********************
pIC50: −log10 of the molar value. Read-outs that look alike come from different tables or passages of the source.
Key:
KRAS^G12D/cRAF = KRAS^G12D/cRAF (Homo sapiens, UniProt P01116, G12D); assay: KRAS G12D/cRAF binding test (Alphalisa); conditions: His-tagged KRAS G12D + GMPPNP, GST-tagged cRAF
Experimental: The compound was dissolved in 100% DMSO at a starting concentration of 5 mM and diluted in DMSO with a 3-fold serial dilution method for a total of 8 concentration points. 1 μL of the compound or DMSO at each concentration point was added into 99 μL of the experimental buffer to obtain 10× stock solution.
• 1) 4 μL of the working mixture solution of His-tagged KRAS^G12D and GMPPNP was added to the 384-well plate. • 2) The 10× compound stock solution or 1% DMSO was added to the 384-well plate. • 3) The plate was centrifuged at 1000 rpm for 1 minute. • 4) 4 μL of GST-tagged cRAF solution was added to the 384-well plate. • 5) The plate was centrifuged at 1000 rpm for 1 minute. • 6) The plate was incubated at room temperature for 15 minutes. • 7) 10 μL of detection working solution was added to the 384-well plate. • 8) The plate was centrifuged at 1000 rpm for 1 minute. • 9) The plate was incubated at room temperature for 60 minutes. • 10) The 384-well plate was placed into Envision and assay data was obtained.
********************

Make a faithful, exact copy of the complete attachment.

pIC50: −log10 of the molar value. Read-outs that look alike come from different tables or passages of the source.
Key:
KRAS^G12D/cRAF = KRAS^G12D/cRAF (Homo sapiens, UniProt P01116, G12D); assay: KRAS G12D/cRAF binding test (Alphalisa); conditions: His-tagged KRAS G12D + GMPPNP, GST-tagged cRAF
Experimental: The compound was dissolved in 100% DMSO at a starting concentration of 5 mM and diluted in DMSO with a 3-fold serial dilution method for a total of 8 concentration points. 1 μL of the compound or DMSO at each concentration point was added into 99 μL of the experimental buffer to obtain 10× stock solution.
• 1) 4 μL of the working mixture solution of His-tagged KRAS^G12D and GMPPNP was added to the 384-well plate. • 2) The 10× compound stock solution or 1% DMSO was added to the 384-well plate. • 3) The plate was centrifuged at 1000 rpm for 1 minute. • 4) 4 μL of GST-tagged cRAF solution was added to the 384-well plate. • 5) The plate was centrifuged at 1000 rpm for 1 minute. • 6) The plate was incubated at room temperature for 15 minutes. • 7) 10 μL of detection working solution was added to the 384-well plate. • 8) The plate was centrifuged at 1000 rpm for 1 minute. • 9) The plate was incubated at room temperature for 60 minutes. • 10) The 384-well plate was placed into Envision and assay data was obtained.